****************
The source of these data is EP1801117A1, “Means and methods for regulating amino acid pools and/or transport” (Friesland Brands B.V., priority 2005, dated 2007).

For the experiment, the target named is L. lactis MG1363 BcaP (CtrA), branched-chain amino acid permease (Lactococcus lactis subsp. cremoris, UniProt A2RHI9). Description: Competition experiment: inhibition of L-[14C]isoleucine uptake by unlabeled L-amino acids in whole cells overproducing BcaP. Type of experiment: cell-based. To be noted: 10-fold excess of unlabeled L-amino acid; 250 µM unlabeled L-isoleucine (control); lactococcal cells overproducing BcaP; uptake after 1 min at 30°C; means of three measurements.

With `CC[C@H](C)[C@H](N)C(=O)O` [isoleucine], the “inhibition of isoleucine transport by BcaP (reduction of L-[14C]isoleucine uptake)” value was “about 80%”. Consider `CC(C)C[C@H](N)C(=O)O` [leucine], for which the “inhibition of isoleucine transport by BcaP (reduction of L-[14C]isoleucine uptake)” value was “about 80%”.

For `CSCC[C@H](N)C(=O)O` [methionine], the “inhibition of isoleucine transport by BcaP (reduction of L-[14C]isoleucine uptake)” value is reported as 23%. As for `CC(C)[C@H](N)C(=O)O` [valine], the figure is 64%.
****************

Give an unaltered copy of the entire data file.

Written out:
The source of these data is EP1801117A1, “Means and methods for regulating amino acid pools and/or transport” (Friesland Brands B.V., priority 2005, dated 2007).

For the experiment, the target named is L. lactis MG1363 BcaP (CtrA), branched-chain amino acid permease (Lactococcus lactis subsp. cremoris, UniProt A2RHI9). Description: Competition experiment: inhibition of L-[14C]isoleucine uptake by unlabeled L-amino acids in whole cells overproducing BcaP. Type of experiment: cell-based. To be noted: 10-fold excess of unlabeled L-amino acid; 250 µM unlabeled L-isoleucine (control); lactococcal cells overproducing BcaP; uptake after 1 min at 30°C; means of three measurements.

With `CC[C@H](C)[C@H](N)C(=O)O` [isoleucine], the “inhibition of isoleucine transport by BcaP (reduction of L-[14C]isoleucine uptake)” value was “about 80%”. Consider `CC(C)C[C@H](N)C(=O)O` [leucine], for which the “inhibition of isoleucine transport by BcaP (reduction of L-[14C]isoleucine uptake)” value was “about 80%”.

For `CSCC[C@H](N)C(=O)O` [methionine], the “inhibition of isoleucine transport by BcaP (reduction of L-[14C]isoleucine uptake)” value is reported as 23%. As for `CC(C)[C@H](N)C(=O)O` [valine], the figure is 64%.